But this is not what we believe. The Ascension shows us that man is destined – should he accept God’s grace and live in accord with it throughout his life – for divinity, not for being merely a snow-covered dung heap, as Luther described those who were redeemed but at their core still sinful. People frequently say things like, “all religions fundamentally believe the same thing,” or that different forms of Christianity are all really close in what they believe. That is not true, and is the error of indifferentism. In this case, we have two radically different visions of who men and women are and what we are meant to become between Protestant and Catholic teaching.
This is not just a wonderful thing to consider – God’s becoming man and man’s becoming God – but actually has practical consequences for us. We are different because of this promise. In the second reading, we heard that God the Father, having seated the Son at His right hand, “put all things beneath His feet” (Eph 1). Christ is not just a victor like a man who has won a race and is entitled to a prize; He is the conquering general who totally despoils the enemy, taking all his possessions and territory. He has crushed His enemies beneath His feet.
If we are meant to become partakers in Christ’s divinity, then we are meant to have this victory as well. But victory over what? Surely this is not meant to give us the right to oppress those who do not believe in the Lord’s name. Instead, we are promised victory over sin and death. Rather than being a religion that merely proposes a bunch of difficult and depressing rules, Catholicism offers us the possibility of becoming what we are truly meant to be – sons and daughters of God made in His image and likeness. We are promised freedom from the habits and vices that would otherwise enslave us. Rather than being slaves to sin – and thus to eternal death – we are promised the freedom that comes from victory over sin.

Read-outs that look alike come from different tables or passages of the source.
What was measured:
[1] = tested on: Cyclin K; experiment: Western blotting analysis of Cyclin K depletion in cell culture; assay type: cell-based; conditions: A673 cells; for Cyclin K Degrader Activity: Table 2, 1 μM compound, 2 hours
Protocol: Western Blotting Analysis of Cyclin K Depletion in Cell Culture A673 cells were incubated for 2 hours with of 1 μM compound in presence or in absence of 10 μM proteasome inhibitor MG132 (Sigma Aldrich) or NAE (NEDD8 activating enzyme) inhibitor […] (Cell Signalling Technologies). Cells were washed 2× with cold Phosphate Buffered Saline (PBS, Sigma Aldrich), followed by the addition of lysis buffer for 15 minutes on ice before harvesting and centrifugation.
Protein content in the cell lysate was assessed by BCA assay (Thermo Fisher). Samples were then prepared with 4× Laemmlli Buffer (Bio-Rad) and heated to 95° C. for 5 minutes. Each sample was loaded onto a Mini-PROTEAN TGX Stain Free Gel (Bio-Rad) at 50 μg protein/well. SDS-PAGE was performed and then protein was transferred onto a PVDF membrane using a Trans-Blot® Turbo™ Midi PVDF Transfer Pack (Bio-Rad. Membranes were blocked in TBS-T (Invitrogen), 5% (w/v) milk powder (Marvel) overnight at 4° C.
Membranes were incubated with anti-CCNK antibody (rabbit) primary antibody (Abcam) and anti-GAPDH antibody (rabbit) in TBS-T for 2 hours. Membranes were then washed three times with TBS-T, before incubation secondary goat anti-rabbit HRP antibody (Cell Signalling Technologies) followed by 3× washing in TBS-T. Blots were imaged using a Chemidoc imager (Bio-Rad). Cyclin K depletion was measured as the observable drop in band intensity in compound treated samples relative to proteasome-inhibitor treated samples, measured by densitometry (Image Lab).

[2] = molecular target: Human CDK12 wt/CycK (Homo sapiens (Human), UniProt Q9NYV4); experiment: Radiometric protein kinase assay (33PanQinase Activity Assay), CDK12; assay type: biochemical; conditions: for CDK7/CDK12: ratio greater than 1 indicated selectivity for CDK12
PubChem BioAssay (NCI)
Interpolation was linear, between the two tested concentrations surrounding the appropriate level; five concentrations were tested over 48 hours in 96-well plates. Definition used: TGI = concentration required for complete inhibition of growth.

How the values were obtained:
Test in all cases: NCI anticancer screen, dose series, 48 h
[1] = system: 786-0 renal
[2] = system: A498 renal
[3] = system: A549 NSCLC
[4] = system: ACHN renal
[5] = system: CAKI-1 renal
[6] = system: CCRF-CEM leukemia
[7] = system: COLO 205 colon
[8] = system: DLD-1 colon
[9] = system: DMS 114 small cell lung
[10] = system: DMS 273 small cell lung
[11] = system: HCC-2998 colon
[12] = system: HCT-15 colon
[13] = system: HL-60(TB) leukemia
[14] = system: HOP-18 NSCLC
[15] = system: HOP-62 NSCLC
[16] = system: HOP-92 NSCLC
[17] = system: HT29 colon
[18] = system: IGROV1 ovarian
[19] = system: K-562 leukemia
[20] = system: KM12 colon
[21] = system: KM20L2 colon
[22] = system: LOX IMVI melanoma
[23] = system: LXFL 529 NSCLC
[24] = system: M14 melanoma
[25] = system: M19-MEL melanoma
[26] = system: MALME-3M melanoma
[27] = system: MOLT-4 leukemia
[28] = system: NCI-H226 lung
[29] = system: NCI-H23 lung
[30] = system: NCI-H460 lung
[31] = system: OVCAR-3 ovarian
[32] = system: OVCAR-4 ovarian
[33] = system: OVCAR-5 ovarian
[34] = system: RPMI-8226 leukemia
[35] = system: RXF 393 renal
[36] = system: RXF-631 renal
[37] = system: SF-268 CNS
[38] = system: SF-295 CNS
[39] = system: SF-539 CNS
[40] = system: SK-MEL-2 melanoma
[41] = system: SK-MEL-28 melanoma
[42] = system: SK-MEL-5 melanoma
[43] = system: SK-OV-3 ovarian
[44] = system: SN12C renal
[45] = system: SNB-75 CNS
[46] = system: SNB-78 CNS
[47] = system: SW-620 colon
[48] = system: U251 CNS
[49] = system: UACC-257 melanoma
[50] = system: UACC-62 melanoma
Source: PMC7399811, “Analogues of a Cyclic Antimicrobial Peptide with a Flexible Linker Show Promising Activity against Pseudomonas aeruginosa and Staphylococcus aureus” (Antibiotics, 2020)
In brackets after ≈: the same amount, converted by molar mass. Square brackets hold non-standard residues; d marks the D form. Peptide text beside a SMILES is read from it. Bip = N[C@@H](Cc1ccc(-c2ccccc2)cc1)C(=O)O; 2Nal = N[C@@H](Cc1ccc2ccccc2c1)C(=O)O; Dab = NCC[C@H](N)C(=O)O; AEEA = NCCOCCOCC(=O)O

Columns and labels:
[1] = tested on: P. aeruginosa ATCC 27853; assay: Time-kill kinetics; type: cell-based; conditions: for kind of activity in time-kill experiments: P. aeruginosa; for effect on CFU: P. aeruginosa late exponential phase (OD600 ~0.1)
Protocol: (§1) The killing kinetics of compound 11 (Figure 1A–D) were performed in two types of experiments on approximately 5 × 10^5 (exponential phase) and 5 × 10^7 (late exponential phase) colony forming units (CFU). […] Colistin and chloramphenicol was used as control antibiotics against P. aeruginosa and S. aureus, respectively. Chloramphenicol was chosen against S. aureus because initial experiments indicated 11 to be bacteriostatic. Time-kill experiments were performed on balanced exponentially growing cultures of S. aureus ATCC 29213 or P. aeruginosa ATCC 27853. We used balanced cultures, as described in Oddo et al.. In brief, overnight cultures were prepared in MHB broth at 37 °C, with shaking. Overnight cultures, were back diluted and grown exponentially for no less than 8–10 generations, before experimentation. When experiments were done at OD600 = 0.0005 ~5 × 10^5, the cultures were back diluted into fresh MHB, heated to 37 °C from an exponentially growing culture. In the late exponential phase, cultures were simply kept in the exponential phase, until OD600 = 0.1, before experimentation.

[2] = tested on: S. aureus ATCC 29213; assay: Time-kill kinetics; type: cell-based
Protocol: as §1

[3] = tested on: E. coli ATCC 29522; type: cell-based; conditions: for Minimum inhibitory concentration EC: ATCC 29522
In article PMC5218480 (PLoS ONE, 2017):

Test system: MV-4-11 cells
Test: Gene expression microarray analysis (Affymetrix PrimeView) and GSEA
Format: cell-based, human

This is why the Lord promises the Apostles today, “It is not for you to know the times or seasons that the Father has established by his own authority. But you will receive power when the Holy Spirit comes upon you, and you will be my witnesses in Jerusalem, throughout Judea and Samaria, and to the ends of the earth.” You will receive power. While rejoicing in the promise held out to us by our Lord’s Ascension, we are already anticipating the glory of next Sunday’s great feast, Pentecost, when the Holy Spirit will come to give us the power that we need to bring about this victory in our life.
After the Lord’s Ascension, the Apostles went back to the upper room, that same place where they celebrated the Lord’s Last Supper on Holy Thursday, to pray with Mary as they waited for that power of the Holy Spirit. It was the first novena, nine days of prayer from Ascension Thursday to Pentecost Sunday. This week, we too should draw close to the Blessed Mother as we pray for the power of the Holy Spirit that we desire to receive at Pentecost. This would be a great time to brush the dust off our Catechisms and consider the seven gifts of the Holy Spirit. Which of those gifts do you particularly need at this point in your life to crush sin below your feet as our ascended Lord does today?
The Ascension shows us the power of a life transformed by grace, the great promise that is ours as the Lord’s disciples. He holds out the promise of not just being good enough, but of being partakers in His own divine nature by triumphing over sin – of becoming like God. No promise is greater, and no victory is sweeter.